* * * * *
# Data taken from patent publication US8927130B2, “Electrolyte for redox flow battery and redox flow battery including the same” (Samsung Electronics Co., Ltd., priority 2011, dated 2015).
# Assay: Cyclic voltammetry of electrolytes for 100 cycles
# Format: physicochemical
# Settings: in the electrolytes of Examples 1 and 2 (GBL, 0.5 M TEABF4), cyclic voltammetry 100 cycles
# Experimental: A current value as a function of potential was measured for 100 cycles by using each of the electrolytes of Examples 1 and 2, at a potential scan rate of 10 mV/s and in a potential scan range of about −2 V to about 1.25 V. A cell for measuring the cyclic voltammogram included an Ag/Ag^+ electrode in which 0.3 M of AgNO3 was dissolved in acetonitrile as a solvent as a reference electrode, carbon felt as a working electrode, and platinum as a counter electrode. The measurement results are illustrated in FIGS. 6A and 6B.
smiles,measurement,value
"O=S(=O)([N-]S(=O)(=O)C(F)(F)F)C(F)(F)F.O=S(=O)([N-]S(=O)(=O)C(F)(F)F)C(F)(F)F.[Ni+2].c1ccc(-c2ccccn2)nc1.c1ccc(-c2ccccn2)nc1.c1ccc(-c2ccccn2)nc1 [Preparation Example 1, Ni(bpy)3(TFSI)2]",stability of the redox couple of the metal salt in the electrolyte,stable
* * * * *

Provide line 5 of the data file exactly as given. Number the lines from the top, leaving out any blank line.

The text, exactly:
# Experimental: A current value as a function of potential was measured for 100 cycles by using each of the electrolytes of Examples 1 and 2, at a potential scan rate of 10 mV/s and in a potential scan range of about −2 V to about 1.25 V. A cell for measuring the cyclic voltammogram included an Ag/Ag^+ electrode in which 0.3 M of AgNO3 was dissolved in acetonitrile as a solvent as a reference electrode, carbon felt as a working electrode, and platinum as a counter electrode. The measurement results are illustrated in FIGS. 6A and 6B.